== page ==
On the answering machine I hear messages full of pressure from the siblings to attend Thanksgiving. Mama’s eighty-six, after all. How many more chances to break bread with her? She’s been using that argument since she was sixty-four. But I can’t sit at table with my younger brother who pretends to be Daddy. Sorry, I have no stomach for that meal.
Students show separation anxiety when the afternoon class ends. Sweet kids, but six may fail. I post office hours for Friday when they can deliver missing papers. “I won’t chase around after you. That’s the cutoff date.” We’ll see how that pans out.
I read reflective letters they’re required to submit. Students have learned how to brown nose, anyhow, a useful talent in this world.
So I start a job search to fill the idle months before teaching starts up again. Teaching feels like an addiction I must feed. That same feeling troubled me once before with theater, until the money ran out. Actually, the need to function as producer lasted long after the money was gone, as unhealthy as heroin.
Craig’s list, Monster.com, HotJobs; these are geared toward young people just entering the workforce. Friendly, energetic work environment, it reads. Attention to detail a must, and a strong speaking voice. A good place to learn, flexible hours. (Which means sixty hours a week. Hope nobody was fooled by that one.)
And for this we shell-out $65,000 each for graduate degrees.
I look out at the cold blustery morning. I love the morning hours. My windows fog up and rattle. House wrens squabble on the south sill. I could make that appointment to apply for temp work. Maybe I’ll do that tomorrow.
I send a dossier and writing samples to UIC for a tenure-track opening in the Writing Department. All the universities have Writing Departments now. It used to be philosophy and humanities, now it’s writing and rhetoric. With nothing to say, who cares how well students say it?
I read student short stories from my early class. Three have grown so much, on their way to success at the university. Then there’s Katie who wrote a four-page calm and gentle story told from the point of view of a young girl who watches her brother when he returns from college for a visit. Good foreshadowing. The story turns out that she’s a ghost, and he’s remorseful because she died when he fell asleep at the wheel.
When I return the draft to Katie and speak of its quality, she blushes a deep red. I cannot hardly speak to them without scarring them for life. My encouragements to submit the story to the department’s literary magazine will go unheeded. Just the same, students can write in complete sentences now. They know what is an introductory paragraph and dialogue punctuation. Good for me. Who needs Aristotle or Kant when you have the rules of grammar?
I could do some laundry. Best to get that done early so there’s no competition for the dryers. Maybe I’ll complete that chore tomorrow after I get a job.
I read the text for next term’s class I’m teaching. Sandwiched between entry level 102 and the research course 104 is English 103. What does this course offer that’s unique? More of the same? Papers should be longer. Students should perform at a higher level of critical thinking and grammar. The textbook squanders three chapters on body-image issues and a student’s response to Hollywood’s never-ending promotion of underweight ingénues. Maybe I’ll require a book of American short stories as a supplement. How can they be expected to write when they aren’t required to read?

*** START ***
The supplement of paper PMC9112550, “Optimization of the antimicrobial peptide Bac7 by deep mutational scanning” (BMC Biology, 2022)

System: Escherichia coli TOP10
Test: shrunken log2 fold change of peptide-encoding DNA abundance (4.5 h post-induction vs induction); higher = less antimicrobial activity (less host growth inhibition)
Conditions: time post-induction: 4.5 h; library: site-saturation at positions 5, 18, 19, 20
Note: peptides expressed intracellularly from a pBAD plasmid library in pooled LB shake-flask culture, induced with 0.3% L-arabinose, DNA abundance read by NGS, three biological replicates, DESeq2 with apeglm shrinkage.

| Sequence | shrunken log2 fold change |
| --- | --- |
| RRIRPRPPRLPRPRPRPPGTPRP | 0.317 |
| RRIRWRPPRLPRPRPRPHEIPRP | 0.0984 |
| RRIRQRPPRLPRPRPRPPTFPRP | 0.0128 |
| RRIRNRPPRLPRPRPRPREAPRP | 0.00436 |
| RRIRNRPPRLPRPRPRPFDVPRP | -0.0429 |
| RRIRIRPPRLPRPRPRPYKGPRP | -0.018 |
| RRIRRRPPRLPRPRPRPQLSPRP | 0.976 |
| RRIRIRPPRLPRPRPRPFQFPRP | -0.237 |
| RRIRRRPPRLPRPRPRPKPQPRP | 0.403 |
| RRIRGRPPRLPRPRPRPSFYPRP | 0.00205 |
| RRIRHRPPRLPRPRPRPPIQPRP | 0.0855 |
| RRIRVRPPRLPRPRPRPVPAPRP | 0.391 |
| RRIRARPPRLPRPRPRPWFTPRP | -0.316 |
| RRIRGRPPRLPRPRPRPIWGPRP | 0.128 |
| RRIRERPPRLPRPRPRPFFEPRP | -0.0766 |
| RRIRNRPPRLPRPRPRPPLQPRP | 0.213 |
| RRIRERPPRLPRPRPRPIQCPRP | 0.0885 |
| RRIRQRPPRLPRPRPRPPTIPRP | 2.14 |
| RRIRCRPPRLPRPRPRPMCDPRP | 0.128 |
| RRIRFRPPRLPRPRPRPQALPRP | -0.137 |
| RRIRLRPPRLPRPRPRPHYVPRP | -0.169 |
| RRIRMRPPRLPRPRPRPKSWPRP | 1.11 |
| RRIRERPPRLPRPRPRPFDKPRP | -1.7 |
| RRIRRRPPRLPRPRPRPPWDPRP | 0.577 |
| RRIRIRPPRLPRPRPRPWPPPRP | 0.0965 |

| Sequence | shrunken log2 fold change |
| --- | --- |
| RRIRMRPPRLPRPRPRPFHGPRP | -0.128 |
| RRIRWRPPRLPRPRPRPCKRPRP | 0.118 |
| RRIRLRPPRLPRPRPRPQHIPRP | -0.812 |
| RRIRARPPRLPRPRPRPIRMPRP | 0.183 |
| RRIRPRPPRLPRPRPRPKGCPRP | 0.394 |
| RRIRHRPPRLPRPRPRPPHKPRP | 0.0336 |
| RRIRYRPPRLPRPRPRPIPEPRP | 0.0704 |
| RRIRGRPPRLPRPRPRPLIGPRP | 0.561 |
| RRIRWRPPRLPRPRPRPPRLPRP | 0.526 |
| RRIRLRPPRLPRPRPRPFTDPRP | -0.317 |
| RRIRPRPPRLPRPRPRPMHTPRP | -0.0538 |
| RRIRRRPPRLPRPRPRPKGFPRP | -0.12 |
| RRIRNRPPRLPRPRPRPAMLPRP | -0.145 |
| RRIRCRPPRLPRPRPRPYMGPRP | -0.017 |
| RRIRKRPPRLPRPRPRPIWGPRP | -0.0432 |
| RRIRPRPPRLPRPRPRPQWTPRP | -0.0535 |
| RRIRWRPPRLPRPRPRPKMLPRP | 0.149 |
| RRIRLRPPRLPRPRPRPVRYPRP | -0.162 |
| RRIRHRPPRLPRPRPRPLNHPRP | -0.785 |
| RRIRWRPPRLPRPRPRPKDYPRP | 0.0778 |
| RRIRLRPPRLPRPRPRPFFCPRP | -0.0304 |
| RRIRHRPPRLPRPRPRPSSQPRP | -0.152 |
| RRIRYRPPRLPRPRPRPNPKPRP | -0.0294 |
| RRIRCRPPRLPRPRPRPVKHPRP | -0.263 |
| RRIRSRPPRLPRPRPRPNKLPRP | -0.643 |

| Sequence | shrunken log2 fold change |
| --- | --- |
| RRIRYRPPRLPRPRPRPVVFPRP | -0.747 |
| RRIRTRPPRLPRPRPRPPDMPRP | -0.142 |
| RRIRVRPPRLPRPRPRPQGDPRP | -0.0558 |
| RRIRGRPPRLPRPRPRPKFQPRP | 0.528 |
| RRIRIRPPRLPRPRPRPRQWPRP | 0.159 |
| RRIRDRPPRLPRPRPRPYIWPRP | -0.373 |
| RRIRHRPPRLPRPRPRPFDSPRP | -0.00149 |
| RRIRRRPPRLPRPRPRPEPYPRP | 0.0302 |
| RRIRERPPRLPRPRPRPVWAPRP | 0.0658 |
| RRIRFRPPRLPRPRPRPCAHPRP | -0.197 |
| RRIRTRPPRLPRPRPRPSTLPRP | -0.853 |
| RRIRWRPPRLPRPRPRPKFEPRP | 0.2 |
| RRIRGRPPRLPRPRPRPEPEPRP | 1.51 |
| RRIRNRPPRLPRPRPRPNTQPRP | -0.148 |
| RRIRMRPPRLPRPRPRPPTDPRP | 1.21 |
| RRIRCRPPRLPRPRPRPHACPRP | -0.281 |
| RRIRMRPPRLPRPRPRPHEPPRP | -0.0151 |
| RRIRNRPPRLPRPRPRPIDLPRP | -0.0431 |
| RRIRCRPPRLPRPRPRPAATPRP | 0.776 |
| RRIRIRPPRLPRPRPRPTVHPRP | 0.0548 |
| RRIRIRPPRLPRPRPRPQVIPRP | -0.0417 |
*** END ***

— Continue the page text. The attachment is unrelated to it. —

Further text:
None of it, that is life, seems to fit into a freshman’s curriculum, even when I labor to bring along the afternoon class of bright kids. I’d reach for a concept past what they read and… “This is like this,” I’d say. “What in today’s news is similar to the causal-correlation dichotomy?” Nothing clicks. You can hear it, you know, the clicks in their minds. A sudden bright look, a shuffling as one sits up and listens. Planted that seed. Fertile soil.
We’ll return to the basics, then. I resist the urge to parse each lesson for next term and guide students to a greater understanding. Begin at the beginning, a few writing exercises. Describe an object, place it in context, then add an emotive response. Now begin a narrative, and–
Except they have read nothing. What can they possibly have to say?
Some students in the First Year Writing Program are commerce or biology majors. The required writing classes are their only post-high school exposure to literature. So all their lives they’ll think literature is about dumpster diving and odes to oranges. No purloined letter, no Mayor of Casterbridge, no quote the raven. No Cannery Row. No Heart of Darkness. I can recommend they rent the movies, I guess.
And what about today’s world? As adults in the global village, who will they face? What to do when Castro dies? What about modern-day piracy on the high seas, or soccer wars in the Middle East? Twisted angry young people with machine guns and improvised explosive devises who know what they want.
Why can’t I just teach the students what they need? What they actually need. Scare them a little. Maybe shake them out of their harsh judgments on thin evidence and poor reasoning and into a sense of the cost of liberty, need for vigilance, and duties of the informed citizen. All dirty words, I know.
Okay, next chapter in the new textbook. Let’s see… Oh, yeah. Susan Sontag’s On Photography; that’ll shape their minds.